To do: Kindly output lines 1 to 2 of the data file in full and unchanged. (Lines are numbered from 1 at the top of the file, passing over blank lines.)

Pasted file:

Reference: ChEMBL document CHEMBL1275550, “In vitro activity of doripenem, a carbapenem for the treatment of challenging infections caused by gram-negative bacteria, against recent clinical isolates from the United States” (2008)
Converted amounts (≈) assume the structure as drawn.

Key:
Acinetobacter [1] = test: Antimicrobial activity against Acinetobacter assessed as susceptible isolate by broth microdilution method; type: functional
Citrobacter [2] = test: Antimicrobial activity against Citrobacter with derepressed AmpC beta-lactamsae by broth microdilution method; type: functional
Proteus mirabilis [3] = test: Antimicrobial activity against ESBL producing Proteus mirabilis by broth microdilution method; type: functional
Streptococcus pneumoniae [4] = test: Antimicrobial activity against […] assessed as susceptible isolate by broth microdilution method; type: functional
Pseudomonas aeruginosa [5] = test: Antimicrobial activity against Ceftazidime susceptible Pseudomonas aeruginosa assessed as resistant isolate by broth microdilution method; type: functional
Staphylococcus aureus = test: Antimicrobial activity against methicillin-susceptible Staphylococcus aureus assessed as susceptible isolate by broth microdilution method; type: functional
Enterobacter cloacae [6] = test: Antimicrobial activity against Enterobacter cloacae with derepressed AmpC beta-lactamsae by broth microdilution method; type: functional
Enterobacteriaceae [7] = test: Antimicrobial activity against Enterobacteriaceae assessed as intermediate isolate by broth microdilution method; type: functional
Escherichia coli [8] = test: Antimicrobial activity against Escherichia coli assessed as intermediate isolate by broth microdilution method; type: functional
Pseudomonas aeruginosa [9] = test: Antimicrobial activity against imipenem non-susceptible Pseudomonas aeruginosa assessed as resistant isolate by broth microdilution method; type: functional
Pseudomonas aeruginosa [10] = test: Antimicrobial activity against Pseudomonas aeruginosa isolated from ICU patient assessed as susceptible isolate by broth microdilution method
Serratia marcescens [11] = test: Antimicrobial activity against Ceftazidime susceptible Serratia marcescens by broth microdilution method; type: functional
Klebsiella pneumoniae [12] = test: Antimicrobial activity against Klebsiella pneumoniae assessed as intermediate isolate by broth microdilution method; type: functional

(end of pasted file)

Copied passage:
Reference: ChEMBL document CHEMBL1275550, “In vitro activity of doripenem, a carbapenem for the treatment of challenging infections caused by gram-negative bacteria, against recent clinical isolates from the United States” (2008)
Converted amounts (≈) assume the structure as drawn.